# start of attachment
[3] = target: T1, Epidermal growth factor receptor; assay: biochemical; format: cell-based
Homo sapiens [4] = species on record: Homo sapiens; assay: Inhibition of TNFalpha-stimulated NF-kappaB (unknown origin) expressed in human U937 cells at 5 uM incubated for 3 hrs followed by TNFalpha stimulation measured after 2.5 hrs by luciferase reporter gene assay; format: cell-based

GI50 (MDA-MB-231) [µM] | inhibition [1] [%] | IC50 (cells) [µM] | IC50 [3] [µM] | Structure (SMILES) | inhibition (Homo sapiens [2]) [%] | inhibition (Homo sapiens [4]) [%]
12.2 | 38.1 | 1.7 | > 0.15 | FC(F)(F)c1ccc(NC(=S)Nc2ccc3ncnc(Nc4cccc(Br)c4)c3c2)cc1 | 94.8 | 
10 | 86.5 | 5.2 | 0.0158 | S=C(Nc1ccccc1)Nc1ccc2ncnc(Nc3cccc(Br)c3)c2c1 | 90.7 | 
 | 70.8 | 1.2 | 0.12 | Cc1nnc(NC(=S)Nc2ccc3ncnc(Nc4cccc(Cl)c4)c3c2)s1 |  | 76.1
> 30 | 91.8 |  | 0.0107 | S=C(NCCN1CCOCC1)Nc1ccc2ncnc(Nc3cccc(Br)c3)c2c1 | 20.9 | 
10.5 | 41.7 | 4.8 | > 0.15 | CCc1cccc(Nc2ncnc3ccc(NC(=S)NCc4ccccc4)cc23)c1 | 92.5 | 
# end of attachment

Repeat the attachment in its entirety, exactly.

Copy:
[3] = target: T1, Epidermal growth factor receptor; assay: biochemical; format: cell-based
Homo sapiens [4] = species on record: Homo sapiens; assay: Inhibition of TNFalpha-stimulated NF-kappaB (unknown origin) expressed in human U937 cells at 5 uM incubated for 3 hrs followed by TNFalpha stimulation measured after 2.5 hrs by luciferase reporter gene assay; format: cell-based

GI50 (MDA-MB-231) [µM] | inhibition [1] [%] | IC50 (cells) [µM] | IC50 [3] [µM] | Structure (SMILES) | inhibition (Homo sapiens [2]) [%] | inhibition (Homo sapiens [4]) [%]
12.2 | 38.1 | 1.7 | > 0.15 | FC(F)(F)c1ccc(NC(=S)Nc2ccc3ncnc(Nc4cccc(Br)c4)c3c2)cc1 | 94.8 | 
10 | 86.5 | 5.2 | 0.0158 | S=C(Nc1ccccc1)Nc1ccc2ncnc(Nc3cccc(Br)c3)c2c1 | 90.7 | 
 | 70.8 | 1.2 | 0.12 | Cc1nnc(NC(=S)Nc2ccc3ncnc(Nc4cccc(Cl)c4)c3c2)s1 |  | 76.1
> 30 | 91.8 |  | 0.0107 | S=C(NCCN1CCOCC1)Nc1ccc2ncnc(Nc3cccc(Br)c3)c2c1 | 20.9 | 
10.5 | 41.7 | 4.8 | > 0.15 | CCc1cccc(Nc2ncnc3ccc(NC(=S)NCc4ccccc4)cc23)c1 | 92.5 | 